I have always felt that beginners should master their instrument first before getting into any add-ons.

And last of all I would warn you to not get caught up with pedals/effects to the point that your actual practice time is suffering.


All good points!
I bought the B1X Four for the inline tuner, the Rythm (drumkit metronome), the headphone output, and its ability to accept auxiliary input for backing tracks. It’s portable enough to put in my hard case - I have it with me now at the hotel in Fort Wayne. It’s the perfect portable practice amp for me!
Of course, I can always hook it up to my Hartke HD150 and use the myriad effects as well.


Yep for the money can’t beat it.
What I don’t understand is why, with all the positive reviews on this multi effects pedal, people would still be hesitating to get it if they want to explore the word of effects pedals.

I bought it to play and noodle around with the different effects and check out different sounds/tones produced depending on where the effects are in the signal chain. I purchased the X model for the pedal because it was only a few dollars more.
Have you used the pedal on your yet?

These are also great features.
You forgot to mention the 30 second looper that is also built into it :slightly_smiling_face:


I haven’t actually used the pedal since I haven’t been exploring the effects. I did scroll through them when I first turned it on and some of them sound pretty interesting. TBH the first effect I want to look at is the “peachy” (patch 28) effect and take a stab at Macca’s “Think For Yourself” bassline.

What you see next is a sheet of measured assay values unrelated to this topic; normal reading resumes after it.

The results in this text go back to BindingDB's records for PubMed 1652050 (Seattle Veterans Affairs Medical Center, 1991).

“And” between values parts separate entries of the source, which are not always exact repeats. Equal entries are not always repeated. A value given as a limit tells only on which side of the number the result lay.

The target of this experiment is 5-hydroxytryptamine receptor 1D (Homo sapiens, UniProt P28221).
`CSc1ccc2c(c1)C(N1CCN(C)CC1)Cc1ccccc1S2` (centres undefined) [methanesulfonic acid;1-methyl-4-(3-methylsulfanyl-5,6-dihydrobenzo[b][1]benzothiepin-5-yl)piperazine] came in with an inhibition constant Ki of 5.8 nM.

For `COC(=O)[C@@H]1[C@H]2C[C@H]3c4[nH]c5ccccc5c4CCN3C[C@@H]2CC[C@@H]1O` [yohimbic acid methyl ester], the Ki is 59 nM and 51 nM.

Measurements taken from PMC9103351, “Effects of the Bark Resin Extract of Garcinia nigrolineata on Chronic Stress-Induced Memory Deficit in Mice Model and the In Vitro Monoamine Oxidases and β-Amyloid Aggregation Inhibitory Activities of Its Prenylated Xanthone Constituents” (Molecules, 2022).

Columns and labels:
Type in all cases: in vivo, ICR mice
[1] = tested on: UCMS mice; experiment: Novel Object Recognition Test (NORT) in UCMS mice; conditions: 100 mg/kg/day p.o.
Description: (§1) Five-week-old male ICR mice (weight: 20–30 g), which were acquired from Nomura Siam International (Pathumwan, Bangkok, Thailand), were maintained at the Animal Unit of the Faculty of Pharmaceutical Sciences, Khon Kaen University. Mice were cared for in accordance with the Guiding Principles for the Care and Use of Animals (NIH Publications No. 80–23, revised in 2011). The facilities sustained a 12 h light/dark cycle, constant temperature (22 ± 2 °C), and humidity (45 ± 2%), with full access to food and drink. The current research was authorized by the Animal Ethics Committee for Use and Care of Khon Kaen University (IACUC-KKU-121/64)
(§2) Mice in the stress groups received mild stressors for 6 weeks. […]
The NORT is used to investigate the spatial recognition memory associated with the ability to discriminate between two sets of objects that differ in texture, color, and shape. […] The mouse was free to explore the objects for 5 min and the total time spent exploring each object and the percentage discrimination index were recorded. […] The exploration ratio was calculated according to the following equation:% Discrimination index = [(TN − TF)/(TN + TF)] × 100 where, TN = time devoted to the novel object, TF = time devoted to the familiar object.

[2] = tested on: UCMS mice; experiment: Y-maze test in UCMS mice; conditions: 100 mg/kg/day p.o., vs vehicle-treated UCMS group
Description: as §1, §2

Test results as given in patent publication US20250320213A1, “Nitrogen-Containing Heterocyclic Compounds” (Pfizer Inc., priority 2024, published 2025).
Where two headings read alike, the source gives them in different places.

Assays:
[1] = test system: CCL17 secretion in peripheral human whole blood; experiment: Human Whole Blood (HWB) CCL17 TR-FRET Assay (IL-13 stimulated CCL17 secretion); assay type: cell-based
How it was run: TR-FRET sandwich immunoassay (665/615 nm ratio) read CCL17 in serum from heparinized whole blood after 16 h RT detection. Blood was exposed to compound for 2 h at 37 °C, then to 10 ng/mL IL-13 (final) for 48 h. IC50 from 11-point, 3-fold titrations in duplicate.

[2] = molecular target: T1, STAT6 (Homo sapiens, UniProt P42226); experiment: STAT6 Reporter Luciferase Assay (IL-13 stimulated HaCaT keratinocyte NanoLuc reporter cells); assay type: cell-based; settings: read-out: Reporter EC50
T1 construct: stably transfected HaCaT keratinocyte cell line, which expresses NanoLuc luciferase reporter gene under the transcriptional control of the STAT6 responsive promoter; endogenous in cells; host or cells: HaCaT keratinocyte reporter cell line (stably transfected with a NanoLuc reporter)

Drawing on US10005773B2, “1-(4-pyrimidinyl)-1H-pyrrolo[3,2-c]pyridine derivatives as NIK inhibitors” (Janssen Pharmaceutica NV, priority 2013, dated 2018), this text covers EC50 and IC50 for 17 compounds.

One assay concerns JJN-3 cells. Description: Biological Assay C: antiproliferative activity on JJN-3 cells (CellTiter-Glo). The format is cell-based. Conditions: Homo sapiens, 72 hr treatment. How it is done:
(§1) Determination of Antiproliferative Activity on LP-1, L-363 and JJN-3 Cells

But you’re right - players should definitely check out this pedal if they’re even thinking about applying any sort of effect. Figure out the effects you want to pursue and then go get the pedal(s) specializing and expanding that effect. This is the perfect pedal to explore!
I completely forgot about the looper TBH, which is why I left it out. The pedal itself is very good quality and stays where you set it, meaning you don’t have to keep your foot on it to maintain volume/intensity.
The knobs are excellent too, as they are infinitely incremental. The tuner is VERY sensitive and gives excellent feedback in terms of the note being played (sharp/natural/flat) and is enhanced by the LED’s (red-green-red).
It really is an amazing pedal for the cost of a good quality strap.